Azure Virtual Desktop (AVD) vs Windows 365
Microsoft’s Windows 365 Cloud PC has recently launched, and businesses are scrambling to choose which DaaS virtual desktop option is the best for their company: Azure Virtual Desktop (AVD), CloudPC Business or Cloud PC Enterprise.
In this article, we analyze the options and share the advice we give our managed IT services clients. All three available options operate under the same cloud infrastructure. The primary difference is in how these virtual machines (VMs) are constructed, configured and financed.
Here’s what all three look like at a glance:
|Azure Virtual Desktop||Cloud PC Business||Cloud PCEnterprise|
|Payment Method||Consumption (pay for what you use)||Licensed (flat fee)||Licensed (flat fee) plus networking usage costs|
|Build/Configuration Responsibility||Customer builds and fully configures||Prebuilt, set configuration||Prebuilt, some configuration flexibility|
|Administrative Access to VMs||Customer||Microsoft||Microsoft|
|Azure Subscriptions||Not included||Included||Networking in addition to included|
|Required Prerequisites||Azure AD DS, FSLogix||None||Hybrid AD, vNet, Intune|
Option 1: Azure Virtual Desktop (AVD)
No matter what virtual desktop you choose, the internal infrastructure and control plane is built exclusively in Azure Virtual Desktop. Before Windows 365 Cloud PC was available for businesses, AVD was the only option on the market.
With AVD, you construct all the infrastructure for the machines that work as virtual desktops yourself (or you can use an IT partner). Everything is customer-managed with AVD, which requires multiple product licenses (e.g., FS Logix, Active Directory Domain Services (AD DS), or Azure).
Associated fees for AVD are billed on what you use (consumption), so they can vary in total cost from month to month. Maintaining and setting up Azure Virtual Desktops require a decent amount of infrastructure investment and technical knowledge.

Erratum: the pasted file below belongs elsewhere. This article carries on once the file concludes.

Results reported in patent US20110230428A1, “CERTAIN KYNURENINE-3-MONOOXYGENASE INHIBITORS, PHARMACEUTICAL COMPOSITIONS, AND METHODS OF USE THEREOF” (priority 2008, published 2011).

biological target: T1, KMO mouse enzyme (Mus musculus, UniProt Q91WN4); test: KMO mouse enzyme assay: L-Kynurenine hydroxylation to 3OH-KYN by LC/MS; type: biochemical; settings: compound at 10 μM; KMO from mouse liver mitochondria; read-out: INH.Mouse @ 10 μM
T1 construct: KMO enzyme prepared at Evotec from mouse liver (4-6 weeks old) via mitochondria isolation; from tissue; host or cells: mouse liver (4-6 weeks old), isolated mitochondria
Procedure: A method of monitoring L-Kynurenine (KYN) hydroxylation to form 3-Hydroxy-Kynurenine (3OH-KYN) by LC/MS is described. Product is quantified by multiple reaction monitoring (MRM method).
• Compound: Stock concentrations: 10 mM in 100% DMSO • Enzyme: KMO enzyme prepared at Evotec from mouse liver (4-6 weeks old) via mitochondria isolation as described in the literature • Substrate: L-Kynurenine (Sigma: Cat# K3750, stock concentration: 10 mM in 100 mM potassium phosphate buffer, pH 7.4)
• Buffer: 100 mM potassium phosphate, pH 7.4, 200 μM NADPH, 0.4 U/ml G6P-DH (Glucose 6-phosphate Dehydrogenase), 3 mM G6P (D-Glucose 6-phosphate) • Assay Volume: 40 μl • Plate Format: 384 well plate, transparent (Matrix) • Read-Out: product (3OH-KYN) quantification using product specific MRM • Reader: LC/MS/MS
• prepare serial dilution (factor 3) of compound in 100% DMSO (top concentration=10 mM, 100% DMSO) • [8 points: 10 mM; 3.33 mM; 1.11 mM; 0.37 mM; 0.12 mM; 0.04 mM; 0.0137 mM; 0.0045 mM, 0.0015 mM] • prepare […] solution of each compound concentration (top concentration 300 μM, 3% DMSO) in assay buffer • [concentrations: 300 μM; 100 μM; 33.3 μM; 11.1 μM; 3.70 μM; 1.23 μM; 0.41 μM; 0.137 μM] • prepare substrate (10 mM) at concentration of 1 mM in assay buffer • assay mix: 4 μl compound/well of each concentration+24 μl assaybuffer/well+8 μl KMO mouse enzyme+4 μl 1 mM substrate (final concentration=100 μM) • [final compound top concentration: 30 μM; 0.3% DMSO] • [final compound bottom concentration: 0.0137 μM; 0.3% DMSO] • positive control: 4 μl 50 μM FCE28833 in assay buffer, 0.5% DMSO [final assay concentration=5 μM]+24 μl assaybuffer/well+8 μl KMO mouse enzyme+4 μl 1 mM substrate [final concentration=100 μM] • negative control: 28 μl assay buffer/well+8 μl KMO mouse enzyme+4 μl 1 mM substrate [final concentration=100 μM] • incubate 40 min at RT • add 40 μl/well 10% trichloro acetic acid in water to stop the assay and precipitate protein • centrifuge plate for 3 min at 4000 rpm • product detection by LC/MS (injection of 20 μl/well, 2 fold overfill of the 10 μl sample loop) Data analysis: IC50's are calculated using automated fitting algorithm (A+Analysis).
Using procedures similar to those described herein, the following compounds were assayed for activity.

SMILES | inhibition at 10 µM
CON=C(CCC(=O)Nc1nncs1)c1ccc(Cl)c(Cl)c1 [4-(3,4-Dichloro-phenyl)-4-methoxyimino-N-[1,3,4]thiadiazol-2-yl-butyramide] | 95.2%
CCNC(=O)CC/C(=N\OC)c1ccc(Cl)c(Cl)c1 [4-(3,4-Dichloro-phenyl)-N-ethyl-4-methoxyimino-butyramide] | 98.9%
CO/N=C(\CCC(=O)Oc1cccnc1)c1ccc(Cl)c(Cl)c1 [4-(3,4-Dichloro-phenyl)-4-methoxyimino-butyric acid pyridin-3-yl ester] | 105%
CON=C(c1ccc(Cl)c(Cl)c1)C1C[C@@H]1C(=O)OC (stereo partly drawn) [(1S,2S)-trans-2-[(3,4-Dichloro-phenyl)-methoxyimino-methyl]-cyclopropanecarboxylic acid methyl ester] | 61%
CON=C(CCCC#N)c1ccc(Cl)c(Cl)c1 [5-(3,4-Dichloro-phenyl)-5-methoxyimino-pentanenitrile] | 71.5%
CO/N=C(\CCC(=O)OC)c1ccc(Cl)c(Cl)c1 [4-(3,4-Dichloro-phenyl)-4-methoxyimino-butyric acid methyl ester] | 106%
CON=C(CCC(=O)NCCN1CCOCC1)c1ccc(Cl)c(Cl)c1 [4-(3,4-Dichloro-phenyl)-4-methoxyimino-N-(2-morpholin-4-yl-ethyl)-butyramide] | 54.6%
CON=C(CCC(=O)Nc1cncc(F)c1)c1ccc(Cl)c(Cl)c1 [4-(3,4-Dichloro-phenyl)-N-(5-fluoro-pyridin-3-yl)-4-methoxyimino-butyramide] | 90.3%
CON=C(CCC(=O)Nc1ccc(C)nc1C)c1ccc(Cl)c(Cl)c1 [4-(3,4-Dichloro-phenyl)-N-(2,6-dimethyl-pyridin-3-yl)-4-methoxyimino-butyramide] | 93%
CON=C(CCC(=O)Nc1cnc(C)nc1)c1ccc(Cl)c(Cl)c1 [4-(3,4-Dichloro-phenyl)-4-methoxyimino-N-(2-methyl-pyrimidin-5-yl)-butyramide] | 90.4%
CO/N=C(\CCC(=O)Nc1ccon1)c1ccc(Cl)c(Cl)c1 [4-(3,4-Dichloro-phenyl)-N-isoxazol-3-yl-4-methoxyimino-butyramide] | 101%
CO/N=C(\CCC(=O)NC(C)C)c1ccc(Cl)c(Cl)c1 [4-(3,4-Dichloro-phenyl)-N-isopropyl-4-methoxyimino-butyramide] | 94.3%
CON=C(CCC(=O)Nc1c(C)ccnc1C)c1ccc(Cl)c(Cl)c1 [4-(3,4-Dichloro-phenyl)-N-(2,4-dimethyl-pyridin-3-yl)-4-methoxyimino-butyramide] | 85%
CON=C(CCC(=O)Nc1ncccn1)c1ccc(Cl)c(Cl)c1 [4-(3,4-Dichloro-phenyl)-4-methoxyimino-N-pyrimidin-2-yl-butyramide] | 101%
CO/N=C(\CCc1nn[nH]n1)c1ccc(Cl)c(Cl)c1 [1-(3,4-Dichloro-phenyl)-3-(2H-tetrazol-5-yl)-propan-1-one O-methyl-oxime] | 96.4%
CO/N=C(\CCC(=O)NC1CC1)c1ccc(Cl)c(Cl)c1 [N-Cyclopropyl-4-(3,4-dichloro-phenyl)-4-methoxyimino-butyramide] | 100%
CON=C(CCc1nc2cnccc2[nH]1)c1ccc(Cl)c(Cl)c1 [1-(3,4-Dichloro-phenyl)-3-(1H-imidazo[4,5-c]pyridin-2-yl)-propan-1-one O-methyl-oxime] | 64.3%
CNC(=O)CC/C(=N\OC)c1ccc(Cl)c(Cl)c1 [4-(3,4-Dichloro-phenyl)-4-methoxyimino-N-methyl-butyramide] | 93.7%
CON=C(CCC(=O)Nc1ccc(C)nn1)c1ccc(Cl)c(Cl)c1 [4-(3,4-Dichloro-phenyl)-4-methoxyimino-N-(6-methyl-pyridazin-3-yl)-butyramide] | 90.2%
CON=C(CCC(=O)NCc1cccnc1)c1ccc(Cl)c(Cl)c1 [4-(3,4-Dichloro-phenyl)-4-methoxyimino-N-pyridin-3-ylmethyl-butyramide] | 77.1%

As a result, AVD makes sense for larger companies that need a completely customizable environment. AVDs provide the value of virtual desktops while also allowing the configuration needed to meet your business’s integration needs.
If you didn’t already know your company needed AVD, it’s likely you probably don’t — and can take advantage of the less hands-on approach of Windows 365 Cloud PC. If you want to learn more about how you can streamline your Azure Virtual Desktop experience, check out our blog on the subject.
Option 2: Windows 365 Cloud PC
The latest product from Microsoft takes most, if not all, of the technical work to create a virtual desktop off of the customer’s plate. Instead of configuring and setting up the VM yourself, Microsoft does it for you.
As an added bonus, you pay a flat monthly fee to license your Cloud PC instead of paying for what you use. If you choose the Cloud PC Business option, your new machine can be up and running within 10 to 15 minutes.
Here’s what the process looks like:
- Navigate to Windows 365 Business.
- Pick a plan. The process is like picking out what you want in a PC at a parts shop (vCPU, RAM, storage, etc.).
- Select “Buy Now” and you’re ready to go! You can choose to cancel at any time.
It’s as simple as that! You can use any computer to access your VM as long as it can maintain a direct ethernet connection.
Here’s a good compatibility test: If you can play a YouTube video on the computer, you can use Cloud PC.
*Important note: Microsoft offered free trials of Windows 365 Cloud PC Business up until recently when it stopped because of high demand. The good news is you can put yourself on an email list to be notified when trials resume.
Comparing Windows 365 Cloud PC Business and Enterprise
There are two options in the Windows 365 Cloud PC product: Business and Enterprise. The Business option is pretty much plug-and-play. You decide on a few key choices, similar to buying a new laptop, but then are good to go.